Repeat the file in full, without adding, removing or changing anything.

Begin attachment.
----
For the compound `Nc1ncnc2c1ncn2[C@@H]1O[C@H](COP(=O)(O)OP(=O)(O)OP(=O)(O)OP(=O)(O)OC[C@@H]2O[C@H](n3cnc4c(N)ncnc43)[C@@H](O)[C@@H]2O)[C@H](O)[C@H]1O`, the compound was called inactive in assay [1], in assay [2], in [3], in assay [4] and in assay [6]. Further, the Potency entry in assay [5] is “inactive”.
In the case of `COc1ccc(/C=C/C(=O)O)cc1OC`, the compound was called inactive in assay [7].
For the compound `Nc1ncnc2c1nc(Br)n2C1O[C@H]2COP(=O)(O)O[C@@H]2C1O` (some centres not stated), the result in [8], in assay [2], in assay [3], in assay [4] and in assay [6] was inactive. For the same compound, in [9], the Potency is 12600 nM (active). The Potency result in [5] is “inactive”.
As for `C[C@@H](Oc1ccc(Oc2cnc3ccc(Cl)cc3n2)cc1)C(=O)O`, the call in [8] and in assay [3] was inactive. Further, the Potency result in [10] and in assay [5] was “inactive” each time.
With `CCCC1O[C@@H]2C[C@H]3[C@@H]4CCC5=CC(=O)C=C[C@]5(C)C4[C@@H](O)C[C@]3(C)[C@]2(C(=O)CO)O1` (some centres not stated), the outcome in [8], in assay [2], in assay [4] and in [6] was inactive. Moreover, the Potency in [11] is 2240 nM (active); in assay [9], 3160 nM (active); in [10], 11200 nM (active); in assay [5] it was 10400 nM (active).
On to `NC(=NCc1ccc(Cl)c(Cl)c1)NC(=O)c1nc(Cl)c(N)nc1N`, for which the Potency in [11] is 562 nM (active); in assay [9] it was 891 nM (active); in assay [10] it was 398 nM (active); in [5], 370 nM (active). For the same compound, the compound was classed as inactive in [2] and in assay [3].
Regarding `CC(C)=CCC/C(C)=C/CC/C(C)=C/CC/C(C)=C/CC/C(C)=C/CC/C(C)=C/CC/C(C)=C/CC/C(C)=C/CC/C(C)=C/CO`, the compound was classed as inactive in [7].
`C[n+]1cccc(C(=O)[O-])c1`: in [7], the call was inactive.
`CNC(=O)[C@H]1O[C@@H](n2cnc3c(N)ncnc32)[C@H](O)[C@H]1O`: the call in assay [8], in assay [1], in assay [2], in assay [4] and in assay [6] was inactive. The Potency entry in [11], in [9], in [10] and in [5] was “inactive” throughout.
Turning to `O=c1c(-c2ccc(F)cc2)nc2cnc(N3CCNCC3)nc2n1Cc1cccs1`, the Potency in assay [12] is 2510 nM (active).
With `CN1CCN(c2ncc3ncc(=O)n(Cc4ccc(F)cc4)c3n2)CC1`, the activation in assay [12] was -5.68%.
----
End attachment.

For the compound `Nc1ncnc2c1ncn2[C@@H]1O[C@H](COP(=O)(O)OP(=O)(O)OP(=O)(O)OP(=O)(O)OC[C@@H]2O[C@H](n3cnc4c(N)ncnc43)[C@@H](O)[C@@H]2O)[C@H](O)[C@H]1O`, the compound was called inactive in assay [1], in assay [2], in [3], in assay [4] and in assay [6]. Further, the Potency entry in assay [5] is “inactive”.
In the case of `COc1ccc(/C=C/C(=O)O)cc1OC`, the compound was called inactive in assay [7].
For the compound `Nc1ncnc2c1nc(Br)n2C1O[C@H]2COP(=O)(O)O[C@@H]2C1O` (some centres not stated), the result in [8], in assay [2], in assay [3], in assay [4] and in assay [6] was inactive. For the same compound, in [9], the Potency is 12600 nM (active). The Potency result in [5] is “inactive”.
As for `C[C@@H](Oc1ccc(Oc2cnc3ccc(Cl)cc3n2)cc1)C(=O)O`, the call in [8] and in assay [3] was inactive. Further, the Potency result in [10] and in assay [5] was “inactive” each time.
With `CCCC1O[C@@H]2C[C@H]3[C@@H]4CCC5=CC(=O)C=C[C@]5(C)C4[C@@H](O)C[C@]3(C)[C@]2(C(=O)CO)O1` (some centres not stated), the outcome in [8], in assay [2], in assay [4] and in [6] was inactive. Moreover, the Potency in [11] is 2240 nM (active); in assay [9], 3160 nM (active); in [10], 11200 nM (active); in assay [5] it was 10400 nM (active).
On to `NC(=NCc1ccc(Cl)c(Cl)c1)NC(=O)c1nc(Cl)c(N)nc1N`, for which the Potency in [11] is 562 nM (active); in assay [9] it was 891 nM (active); in assay [10] it was 398 nM (active); in [5], 370 nM (active). For the same compound, the compound was classed as inactive in [2] and in assay [3].
Regarding `CC(C)=CCC/C(C)=C/CC/C(C)=C/CC/C(C)=C/CC/C(C)=C/CC/C(C)=C/CC/C(C)=C/CC/C(C)=C/CC/C(C)=C/CO`, the compound was classed as inactive in [7].
`C[n+]1cccc(C(=O)[O-])c1`: in [7], the call was inactive.
`CNC(=O)[C@H]1O[C@@H](n2cnc3c(N)ncnc32)[C@H](O)[C@H]1O`: the call in assay [8], in assay [1], in assay [2], in assay [4] and in assay [6] was inactive. The Potency entry in [11], in [9], in [10] and in [5] was “inactive” throughout.
Turning to `O=c1c(-c2ccc(F)cc2)nc2cnc(N3CCNCC3)nc2n1Cc1cccs1`, the Potency in assay [12] is 2510 nM (active).
With `CN1CCN(c2ncc3ncc(=O)n(Cc4ccc(F)cc4)c3n2)CC1`, the activation in assay [12] was -5.68%.